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Interactive video lesson plan for: 4 Surprising Behaviors in Nonhuman Animals | What the Stuff?!

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Some animals display weird behaviors, including some you might think of as human-only.

Article: 10 Surprising Behaviors in Nonhuman Animals

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Humans are pretty weird animals. Let me count the ways, right? But our nonhuman compatriots display weird behaviors of their own, including some you might think of as human-only:

Empathy: Experiments done at the University of Chicago showed that most rats will help an imprisoned rat pal escape for play and companionship. Even when the rats were presented with two cages, one containing a peer and the other a favorite snack like chocolate, they usually got their friend out first and shared the treat. This indicates empathy: The recognition of what another being is feeling, and sharing that feeling with them.

Holding a Grudge: At the University of Wisconsin, a group of scientists began trapping crows for research. Soon, other crows began harassing them whenever they stepped outside their lab. It didn't seem to matter whether the researchers changed clothes, so they experimented by wearing different masks around campus. Once they'd worn any given mask during trapping, the crows would pester anyone wearing that mask. One researcher even put on a mask that the team had used 5 years before, and birds still descended, Hitchcock-style – implying that older crows had been tweeting about which faces to watch out for.

Teaching: Most animals in the wild learn through observation and imitation, but some actively try to teach their peers what they know. Take, for example, the meerkat - which happens to include scorpions in its diet. Instead of teaching their young ones by just letting ‘em loose in scorpion-studded fields, they bring home dead or nearly dead scorpions for practice. And as the pups rack up fatalities, the parents bring back progressively livelier scorpions until the youngsters are skilled enough to hunt on their own.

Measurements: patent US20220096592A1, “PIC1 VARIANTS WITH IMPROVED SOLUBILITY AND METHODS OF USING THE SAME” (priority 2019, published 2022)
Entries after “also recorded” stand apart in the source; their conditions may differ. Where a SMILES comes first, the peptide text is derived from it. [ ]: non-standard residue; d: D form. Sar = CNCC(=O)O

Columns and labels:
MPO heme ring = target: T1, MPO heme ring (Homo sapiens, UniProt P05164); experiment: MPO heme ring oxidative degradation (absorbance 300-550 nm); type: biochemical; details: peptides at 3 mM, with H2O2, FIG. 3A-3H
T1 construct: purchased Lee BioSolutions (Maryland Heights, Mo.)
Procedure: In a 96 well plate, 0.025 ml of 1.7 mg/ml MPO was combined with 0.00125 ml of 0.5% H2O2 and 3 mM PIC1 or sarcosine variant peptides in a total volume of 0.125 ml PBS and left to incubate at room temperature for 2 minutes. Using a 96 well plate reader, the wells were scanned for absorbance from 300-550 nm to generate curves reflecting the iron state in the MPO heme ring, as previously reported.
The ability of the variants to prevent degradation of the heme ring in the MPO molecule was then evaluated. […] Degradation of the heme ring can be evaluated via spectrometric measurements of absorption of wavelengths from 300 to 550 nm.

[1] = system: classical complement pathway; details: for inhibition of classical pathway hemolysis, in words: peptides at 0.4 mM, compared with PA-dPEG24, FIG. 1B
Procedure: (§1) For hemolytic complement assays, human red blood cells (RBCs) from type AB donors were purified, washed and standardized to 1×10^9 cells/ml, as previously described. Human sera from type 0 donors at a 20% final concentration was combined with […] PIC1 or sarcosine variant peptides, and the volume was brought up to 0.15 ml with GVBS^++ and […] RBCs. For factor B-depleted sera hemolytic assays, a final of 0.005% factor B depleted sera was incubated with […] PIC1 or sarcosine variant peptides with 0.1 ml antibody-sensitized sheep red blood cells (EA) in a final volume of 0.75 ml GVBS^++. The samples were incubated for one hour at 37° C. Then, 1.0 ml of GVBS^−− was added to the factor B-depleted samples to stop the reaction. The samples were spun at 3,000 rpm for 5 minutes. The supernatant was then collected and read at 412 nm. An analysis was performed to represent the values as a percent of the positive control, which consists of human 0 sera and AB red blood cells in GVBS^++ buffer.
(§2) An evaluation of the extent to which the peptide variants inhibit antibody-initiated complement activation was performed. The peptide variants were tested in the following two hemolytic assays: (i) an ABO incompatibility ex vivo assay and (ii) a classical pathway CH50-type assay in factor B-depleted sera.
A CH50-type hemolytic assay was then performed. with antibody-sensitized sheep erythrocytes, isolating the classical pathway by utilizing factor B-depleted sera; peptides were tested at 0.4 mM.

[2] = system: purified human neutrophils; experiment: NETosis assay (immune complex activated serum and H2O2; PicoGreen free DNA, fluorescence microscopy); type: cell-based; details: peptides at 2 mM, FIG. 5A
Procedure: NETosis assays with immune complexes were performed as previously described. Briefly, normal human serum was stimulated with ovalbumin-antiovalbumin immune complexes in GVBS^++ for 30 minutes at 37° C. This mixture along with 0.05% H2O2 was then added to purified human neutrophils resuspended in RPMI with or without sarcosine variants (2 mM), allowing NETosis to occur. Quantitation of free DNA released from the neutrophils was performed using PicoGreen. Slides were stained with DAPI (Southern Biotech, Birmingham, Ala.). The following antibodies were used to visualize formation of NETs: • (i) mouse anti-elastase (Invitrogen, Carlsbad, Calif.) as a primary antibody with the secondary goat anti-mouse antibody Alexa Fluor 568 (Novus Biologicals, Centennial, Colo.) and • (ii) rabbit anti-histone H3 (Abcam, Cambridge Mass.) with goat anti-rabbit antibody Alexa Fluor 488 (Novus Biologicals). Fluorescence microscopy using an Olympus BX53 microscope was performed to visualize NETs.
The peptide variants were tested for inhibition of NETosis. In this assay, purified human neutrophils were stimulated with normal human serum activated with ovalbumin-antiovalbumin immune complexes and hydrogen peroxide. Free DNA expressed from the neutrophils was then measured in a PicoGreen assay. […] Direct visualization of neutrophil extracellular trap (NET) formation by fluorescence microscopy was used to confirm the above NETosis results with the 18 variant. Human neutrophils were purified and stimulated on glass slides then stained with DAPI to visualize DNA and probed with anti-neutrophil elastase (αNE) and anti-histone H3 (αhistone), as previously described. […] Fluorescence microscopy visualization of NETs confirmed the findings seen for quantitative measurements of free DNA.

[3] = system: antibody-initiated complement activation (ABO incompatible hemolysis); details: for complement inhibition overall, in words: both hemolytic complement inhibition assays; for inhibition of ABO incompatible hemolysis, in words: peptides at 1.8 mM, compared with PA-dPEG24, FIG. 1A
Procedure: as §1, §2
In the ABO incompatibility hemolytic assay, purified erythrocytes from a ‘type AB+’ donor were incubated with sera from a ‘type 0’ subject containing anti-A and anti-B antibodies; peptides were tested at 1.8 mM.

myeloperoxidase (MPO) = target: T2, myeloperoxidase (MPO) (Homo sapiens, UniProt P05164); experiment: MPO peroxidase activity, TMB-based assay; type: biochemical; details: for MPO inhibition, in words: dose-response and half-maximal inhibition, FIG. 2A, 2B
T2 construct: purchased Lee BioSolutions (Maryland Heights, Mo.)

Same-Sex Relationships: Scientists had long studied Laysan albatross at Kaena Point on Oahu for their apparent lifelong dedication to a single partner – interesting because only 5% of animal species form such strong relationships. Then they realized that nearly a third of the birds were actually in female pairs. They had observed the pairs protecting a nest, preening each other’s feathers, and displaying the albatross equivalent of PDA – but the males and females look similar, and the scientists never questioned the birds’ sexes. And some of these birds had been together for more than 15 years.

That’s all the animal behavior stuff we have time for today, but I wanna know: What weird and awesome behaviors have you observed in the nonhuman animals you hang out with? Tell me in the comments. And hey, if you dug this video, let me and my bosses know by hitting Like, and subscribe so you won't miss the next one. Oh, and to learn more, like how pigeons procrastinate and wolves grieve, check out our article "10 Surprising Behaviors in Nonhuman Animals" on HowStuffWorks.com.

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